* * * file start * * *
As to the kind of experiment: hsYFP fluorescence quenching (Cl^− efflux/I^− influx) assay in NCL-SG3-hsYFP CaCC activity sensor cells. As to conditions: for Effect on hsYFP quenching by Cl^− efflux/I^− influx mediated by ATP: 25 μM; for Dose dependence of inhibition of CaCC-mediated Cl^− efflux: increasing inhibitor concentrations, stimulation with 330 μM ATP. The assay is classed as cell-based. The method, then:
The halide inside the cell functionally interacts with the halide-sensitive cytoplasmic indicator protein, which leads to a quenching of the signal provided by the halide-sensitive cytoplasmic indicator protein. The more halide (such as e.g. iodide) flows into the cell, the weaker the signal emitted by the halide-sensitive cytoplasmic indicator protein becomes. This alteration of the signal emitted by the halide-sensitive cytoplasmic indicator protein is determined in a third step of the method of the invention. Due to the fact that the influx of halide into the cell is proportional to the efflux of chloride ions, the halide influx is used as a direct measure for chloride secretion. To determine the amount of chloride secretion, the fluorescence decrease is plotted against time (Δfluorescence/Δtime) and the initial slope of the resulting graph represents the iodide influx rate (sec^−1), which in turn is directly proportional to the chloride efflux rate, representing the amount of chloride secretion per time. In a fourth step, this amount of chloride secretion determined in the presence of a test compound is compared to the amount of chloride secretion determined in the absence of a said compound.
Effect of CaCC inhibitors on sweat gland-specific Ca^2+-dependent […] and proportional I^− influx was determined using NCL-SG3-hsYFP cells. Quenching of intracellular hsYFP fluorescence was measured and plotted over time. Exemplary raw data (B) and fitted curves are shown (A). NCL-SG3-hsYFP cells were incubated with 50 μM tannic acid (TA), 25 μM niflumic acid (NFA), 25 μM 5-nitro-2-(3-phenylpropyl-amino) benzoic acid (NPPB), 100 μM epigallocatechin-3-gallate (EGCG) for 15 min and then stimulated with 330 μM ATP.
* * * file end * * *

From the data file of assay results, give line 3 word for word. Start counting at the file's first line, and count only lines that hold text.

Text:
Effect of CaCC inhibitors on sweat gland-specific Ca^2+-dependent […] and proportional I^− influx was determined using NCL-SG3-hsYFP cells. Quenching of intracellular hsYFP fluorescence was measured and plotted over time. Exemplary raw data (B) and fitted curves are shown (A). NCL-SG3-hsYFP cells were incubated with 50 μM tannic acid (TA), 25 μM niflumic acid (NFA), 25 μM 5-nitro-2-(3-phenylpropyl-amino) benzoic acid (NPPB), 100 μM epigallocatechin-3-gallate (EGCG) for 15 min and then stimulated with 330 μM ATP.